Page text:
Small Japanese hatchbacks had their first fling in America back in the ’70s, but their appeal quickly died out. Now, the sporty compact five-doors from Asia appear to be staging a comeback, especially with younger buyers, although so far they seem to have elicited little response from Detroit automakers.

One of the best new hatchbacks we’ve tested is the 2005 Kia Spectra5, a companion to the redesigned Spectra sedan that was introduced last year.

Our test car was a nicely equipped version with optional antilock brakes ($400), cruise control ($250) and sunroof ($700). The bottom line: $16,885, including a $540 destination charge.

SHE: We tested the Spectra5 when we were in the middle of moving, so I had the chance to see just how practical a hatchback can be. I was impressed with the little Kia. I was able to get eight bigger boxes of books, old G.I. Joe toys from the kids and kitchenware in the cargo hold with the rear seats folded. I put the miniature schnauzer in the front seat and still had space to go shopping and buy a Tiffany lamp, bedding and groceries and still see out the rear window just enough not to get stopped by the cops. In other words, the Spectra5 passed the practicality test with high marks. And here’s the best news, it’s not a dog in the looks department, either.

HE: Wait a minute. Go back to the Tiffany lamp and bedding. Did I miss some hidden moving expenses somewhere in the course of testing this car?

SHE: Honey, just consider it part of the cost of doing business as an auto writer.

HE: Well, if you want to talk about bargains and value, consider the Spectra5 that we tested cost less than $17,000. That price included a roomy and comfortable vehicle with a nimble ride, a peppy twin-cam 2.0-liter four-cylinder engine and a smooth-shifting five-speed gearbox. The engine makes an ample 138 horsepower and is rated by the EPA at 33 miles per gallon on the highway, so it’s pretty frugal, too. But I’m impressed by all the extras, including some world-class safety equipment, one of the best warranties in the industry and assembly quality that appears to rival that of the best Japanese compacts.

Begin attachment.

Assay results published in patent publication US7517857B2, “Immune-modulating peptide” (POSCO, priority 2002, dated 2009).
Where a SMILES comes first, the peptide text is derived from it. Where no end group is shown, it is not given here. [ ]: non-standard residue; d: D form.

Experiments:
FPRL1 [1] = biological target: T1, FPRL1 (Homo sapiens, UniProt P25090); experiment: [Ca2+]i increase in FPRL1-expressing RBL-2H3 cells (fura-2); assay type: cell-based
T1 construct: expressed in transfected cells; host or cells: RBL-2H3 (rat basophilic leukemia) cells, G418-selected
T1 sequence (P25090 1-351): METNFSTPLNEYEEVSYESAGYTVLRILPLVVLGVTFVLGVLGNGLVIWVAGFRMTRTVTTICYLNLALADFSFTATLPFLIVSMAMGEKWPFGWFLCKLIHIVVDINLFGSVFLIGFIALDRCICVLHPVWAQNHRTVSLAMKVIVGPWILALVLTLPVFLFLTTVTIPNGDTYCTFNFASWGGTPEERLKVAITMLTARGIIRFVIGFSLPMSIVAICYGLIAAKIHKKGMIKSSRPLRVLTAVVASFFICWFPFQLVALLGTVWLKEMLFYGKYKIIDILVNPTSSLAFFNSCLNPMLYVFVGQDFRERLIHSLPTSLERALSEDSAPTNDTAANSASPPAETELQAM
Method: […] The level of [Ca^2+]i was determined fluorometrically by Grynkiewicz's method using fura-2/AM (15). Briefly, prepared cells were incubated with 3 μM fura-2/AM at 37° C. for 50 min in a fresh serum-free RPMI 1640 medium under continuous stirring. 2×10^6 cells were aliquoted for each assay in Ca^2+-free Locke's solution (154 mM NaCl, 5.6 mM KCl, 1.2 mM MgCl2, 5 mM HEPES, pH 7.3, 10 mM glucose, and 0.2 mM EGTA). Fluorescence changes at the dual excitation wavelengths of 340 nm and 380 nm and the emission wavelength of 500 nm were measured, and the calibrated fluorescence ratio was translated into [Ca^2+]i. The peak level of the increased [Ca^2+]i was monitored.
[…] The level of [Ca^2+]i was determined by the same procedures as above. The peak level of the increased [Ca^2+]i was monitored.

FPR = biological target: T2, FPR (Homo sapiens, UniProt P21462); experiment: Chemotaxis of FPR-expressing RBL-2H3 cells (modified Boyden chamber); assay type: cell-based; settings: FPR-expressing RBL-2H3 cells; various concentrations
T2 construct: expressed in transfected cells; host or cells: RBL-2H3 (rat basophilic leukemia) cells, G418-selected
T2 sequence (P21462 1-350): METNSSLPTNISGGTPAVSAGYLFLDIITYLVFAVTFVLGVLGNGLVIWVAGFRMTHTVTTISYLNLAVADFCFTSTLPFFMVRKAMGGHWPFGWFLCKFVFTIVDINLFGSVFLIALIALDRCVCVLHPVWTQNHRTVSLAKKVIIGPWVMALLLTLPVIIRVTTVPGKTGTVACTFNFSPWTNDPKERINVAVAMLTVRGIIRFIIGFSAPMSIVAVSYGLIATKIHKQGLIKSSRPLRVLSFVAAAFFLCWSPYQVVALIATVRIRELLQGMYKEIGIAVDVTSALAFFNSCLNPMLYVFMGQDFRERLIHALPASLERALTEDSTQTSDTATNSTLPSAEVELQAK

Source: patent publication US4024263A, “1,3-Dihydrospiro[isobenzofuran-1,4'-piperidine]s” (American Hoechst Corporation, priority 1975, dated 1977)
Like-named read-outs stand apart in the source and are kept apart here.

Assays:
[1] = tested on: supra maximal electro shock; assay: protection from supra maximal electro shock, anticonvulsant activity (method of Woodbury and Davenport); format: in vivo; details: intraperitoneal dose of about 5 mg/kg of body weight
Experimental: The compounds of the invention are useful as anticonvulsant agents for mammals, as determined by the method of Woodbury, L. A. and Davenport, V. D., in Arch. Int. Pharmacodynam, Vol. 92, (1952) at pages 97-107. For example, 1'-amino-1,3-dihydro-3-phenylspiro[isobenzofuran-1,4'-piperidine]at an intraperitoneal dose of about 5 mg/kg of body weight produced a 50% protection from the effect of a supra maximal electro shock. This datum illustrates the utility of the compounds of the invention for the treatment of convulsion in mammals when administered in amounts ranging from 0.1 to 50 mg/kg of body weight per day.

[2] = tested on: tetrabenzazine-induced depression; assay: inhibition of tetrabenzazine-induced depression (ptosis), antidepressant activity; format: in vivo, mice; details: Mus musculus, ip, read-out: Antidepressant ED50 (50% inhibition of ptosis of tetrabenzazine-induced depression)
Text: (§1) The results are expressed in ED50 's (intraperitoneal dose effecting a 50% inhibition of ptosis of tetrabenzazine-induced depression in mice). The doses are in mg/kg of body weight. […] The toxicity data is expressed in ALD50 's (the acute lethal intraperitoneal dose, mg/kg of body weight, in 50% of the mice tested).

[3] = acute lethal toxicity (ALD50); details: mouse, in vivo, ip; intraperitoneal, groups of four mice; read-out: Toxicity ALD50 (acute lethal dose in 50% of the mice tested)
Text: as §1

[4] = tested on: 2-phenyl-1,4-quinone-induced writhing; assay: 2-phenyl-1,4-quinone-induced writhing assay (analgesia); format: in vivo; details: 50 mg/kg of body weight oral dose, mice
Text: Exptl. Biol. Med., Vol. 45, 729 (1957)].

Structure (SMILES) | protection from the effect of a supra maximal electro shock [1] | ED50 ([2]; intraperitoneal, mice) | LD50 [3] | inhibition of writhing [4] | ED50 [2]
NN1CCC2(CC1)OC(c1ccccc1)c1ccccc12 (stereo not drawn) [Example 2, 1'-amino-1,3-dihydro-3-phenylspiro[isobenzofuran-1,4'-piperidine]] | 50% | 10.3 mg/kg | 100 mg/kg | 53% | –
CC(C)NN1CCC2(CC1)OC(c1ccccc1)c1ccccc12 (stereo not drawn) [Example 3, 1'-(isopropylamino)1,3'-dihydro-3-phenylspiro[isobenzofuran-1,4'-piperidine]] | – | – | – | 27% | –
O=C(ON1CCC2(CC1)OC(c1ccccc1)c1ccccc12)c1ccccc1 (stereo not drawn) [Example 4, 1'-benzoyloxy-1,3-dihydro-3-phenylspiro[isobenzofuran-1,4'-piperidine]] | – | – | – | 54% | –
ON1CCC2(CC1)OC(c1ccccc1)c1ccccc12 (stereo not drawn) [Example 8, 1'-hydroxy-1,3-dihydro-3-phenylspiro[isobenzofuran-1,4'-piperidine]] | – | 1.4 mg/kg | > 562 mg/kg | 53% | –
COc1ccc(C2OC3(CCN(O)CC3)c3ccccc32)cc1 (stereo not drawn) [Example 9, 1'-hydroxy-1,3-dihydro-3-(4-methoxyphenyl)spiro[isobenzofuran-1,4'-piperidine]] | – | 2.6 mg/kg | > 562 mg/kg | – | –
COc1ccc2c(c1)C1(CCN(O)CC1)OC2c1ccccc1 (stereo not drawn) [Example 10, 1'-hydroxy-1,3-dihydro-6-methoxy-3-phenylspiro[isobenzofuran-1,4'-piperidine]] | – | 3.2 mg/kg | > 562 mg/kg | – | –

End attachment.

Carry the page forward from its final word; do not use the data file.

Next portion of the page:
SHE: I said it’s not a dog in the looks department, but the Spectra5 isn’t a purebred either. That’s why I hesitated to give it our top five-star rating. I thought the exterior was fresh and contemporary, but that the Koreans went overboard in throwing just about everything they could think of on it, including a front spoiler, a rear spoiler, side sills and other embellishments. In side profile, the Kia hatchback looks a little too busy for my tastes. And it seemed to me like the rear spoiler had too big a gap away from the body. Anyway, I stood in the driveway just puzzling about the Spectra5’s looks and decided to give it four stars. It reminds me of the old fashion advice that you should get dressed and then remove one item. Kia should have done that.

HE: I would have removed the Tiffany lamp. But I happen to disagree with you – imagine that – about the exterior design. I think it looks sporty without being ostentatious. Next to a Toyota Matrix, it’s pretty clean. And I imagine the drifters and boy racers who covet this car will come up with plenty of cosmetic add-ons.

SHE: You have to give Kia credit for not skimping on the cabin. The materials they use on the Spectra5 are an attractive mix of textures and neutral colors. There are nice large buttons on the instrument panel that are sensible and easy to use, although I would like to have seen one or two more power outlets, especially if this is aimed at a younger audience. Rear-seat passengers get a decent amount of amenities, including net-style map pockets and cupholders. And the driver gets spoiled with some nice little touches like metal pedals and a standard leather-wrapped steering wheel. My point is that Kia went the extra mile in making you feel like you are getting a real deal with the affordable Spectra5. After all, that’s what buyers want – that value-added sense – whether they are buying a little hatchback or a bargain-basement Tiffany lamp.

Anita and Paul Lienert are partners in Lienert & Lienert, a Detroit-based automotive information services company.